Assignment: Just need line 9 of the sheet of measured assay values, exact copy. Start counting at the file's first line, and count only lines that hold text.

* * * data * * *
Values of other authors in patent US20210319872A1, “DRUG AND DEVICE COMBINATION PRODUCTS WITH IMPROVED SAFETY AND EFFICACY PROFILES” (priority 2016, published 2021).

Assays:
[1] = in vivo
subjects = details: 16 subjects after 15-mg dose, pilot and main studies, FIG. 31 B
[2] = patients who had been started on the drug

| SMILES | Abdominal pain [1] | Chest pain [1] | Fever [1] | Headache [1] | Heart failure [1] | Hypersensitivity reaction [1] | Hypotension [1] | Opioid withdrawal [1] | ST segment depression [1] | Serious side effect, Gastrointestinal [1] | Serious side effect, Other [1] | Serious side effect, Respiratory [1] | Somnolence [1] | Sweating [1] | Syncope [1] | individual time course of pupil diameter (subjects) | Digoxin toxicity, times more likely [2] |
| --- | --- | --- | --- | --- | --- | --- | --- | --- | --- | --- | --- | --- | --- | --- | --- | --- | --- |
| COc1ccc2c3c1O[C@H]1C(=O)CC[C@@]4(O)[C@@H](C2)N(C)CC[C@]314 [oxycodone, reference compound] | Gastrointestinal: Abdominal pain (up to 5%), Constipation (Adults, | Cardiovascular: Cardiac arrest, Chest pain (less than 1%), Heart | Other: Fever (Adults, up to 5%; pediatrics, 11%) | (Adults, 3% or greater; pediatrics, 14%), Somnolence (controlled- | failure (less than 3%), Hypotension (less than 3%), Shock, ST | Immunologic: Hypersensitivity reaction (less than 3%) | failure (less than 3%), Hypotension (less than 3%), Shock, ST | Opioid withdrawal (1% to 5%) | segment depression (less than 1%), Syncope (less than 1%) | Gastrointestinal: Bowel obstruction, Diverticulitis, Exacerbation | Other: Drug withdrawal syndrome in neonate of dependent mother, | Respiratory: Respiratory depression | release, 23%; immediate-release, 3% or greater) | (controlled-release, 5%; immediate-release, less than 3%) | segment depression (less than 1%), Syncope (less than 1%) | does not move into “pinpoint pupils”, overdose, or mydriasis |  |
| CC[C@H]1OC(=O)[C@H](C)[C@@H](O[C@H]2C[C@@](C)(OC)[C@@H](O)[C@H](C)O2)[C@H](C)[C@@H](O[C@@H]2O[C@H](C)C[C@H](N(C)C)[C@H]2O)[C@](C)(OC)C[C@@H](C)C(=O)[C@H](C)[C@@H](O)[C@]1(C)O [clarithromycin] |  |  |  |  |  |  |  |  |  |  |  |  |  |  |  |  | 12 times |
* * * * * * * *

| CC[C@H]1OC(=O)[C@H](C)[C@@H](O[C@H]2C[C@@](C)(OC)[C@@H](O)[C@H](C)O2)[C@H](C)[C@@H](O[C@@H]2O[C@H](C)C[C@H](N(C)C)[C@H]2O)[C@](C)(OC)C[C@@H](C)C(=O)[C@H](C)[C@@H](O)[C@]1(C)O [clarithromycin] |  |  |  |  |  |  |  |  |  |  |  |  |  |  |  |  | 12 times |